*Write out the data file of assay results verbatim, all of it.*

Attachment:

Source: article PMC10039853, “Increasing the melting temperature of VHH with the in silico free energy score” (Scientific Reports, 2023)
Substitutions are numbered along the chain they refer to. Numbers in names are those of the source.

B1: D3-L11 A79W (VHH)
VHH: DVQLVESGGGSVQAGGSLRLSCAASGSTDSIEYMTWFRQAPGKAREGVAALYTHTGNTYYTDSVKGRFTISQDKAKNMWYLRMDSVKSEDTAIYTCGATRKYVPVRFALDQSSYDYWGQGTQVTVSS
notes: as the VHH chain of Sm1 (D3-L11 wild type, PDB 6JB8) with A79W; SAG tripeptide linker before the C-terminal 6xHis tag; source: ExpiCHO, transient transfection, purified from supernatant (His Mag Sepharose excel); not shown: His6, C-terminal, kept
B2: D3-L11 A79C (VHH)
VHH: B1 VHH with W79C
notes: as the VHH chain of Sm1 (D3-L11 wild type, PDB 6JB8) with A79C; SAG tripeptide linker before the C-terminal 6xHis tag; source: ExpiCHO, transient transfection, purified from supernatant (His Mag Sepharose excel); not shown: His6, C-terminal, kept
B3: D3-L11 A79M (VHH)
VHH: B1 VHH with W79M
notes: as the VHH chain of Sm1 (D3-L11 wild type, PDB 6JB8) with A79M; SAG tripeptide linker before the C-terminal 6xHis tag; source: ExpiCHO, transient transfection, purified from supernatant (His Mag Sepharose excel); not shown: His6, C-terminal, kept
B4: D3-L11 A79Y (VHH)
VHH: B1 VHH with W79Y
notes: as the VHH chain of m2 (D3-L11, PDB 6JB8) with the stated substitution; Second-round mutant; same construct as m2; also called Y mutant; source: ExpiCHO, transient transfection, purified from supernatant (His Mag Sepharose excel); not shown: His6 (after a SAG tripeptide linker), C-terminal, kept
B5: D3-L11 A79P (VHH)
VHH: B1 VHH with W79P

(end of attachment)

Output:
Source: article PMC10039853, “Increasing the melting temperature of VHH with the in silico free energy score” (Scientific Reports, 2023)
Substitutions are numbered along the chain they refer to. Numbers in names are those of the source.

B1: D3-L11 A79W (VHH)
VHH: DVQLVESGGGSVQAGGSLRLSCAASGSTDSIEYMTWFRQAPGKAREGVAALYTHTGNTYYTDSVKGRFTISQDKAKNMWYLRMDSVKSEDTAIYTCGATRKYVPVRFALDQSSYDYWGQGTQVTVSS
notes: as the VHH chain of Sm1 (D3-L11 wild type, PDB 6JB8) with A79W; SAG tripeptide linker before the C-terminal 6xHis tag; source: ExpiCHO, transient transfection, purified from supernatant (His Mag Sepharose excel); not shown: His6, C-terminal, kept
B2: D3-L11 A79C (VHH)
VHH: B1 VHH with W79C
notes: as the VHH chain of Sm1 (D3-L11 wild type, PDB 6JB8) with A79C; SAG tripeptide linker before the C-terminal 6xHis tag; source: ExpiCHO, transient transfection, purified from supernatant (His Mag Sepharose excel); not shown: His6, C-terminal, kept
B3: D3-L11 A79M (VHH)
VHH: B1 VHH with W79M
notes: as the VHH chain of Sm1 (D3-L11 wild type, PDB 6JB8) with A79M; SAG tripeptide linker before the C-terminal 6xHis tag; source: ExpiCHO, transient transfection, purified from supernatant (His Mag Sepharose excel); not shown: His6, C-terminal, kept
B4: D3-L11 A79Y (VHH)
VHH: B1 VHH with W79Y
notes: as the VHH chain of m2 (D3-L11, PDB 6JB8) with the stated substitution; Second-round mutant; same construct as m2; also called Y mutant; source: ExpiCHO, transient transfection, purified from supernatant (His Mag Sepharose excel); not shown: His6 (after a SAG tripeptide linker), C-terminal, kept
B5: D3-L11 A79P (VHH)
VHH: B1 VHH with W79P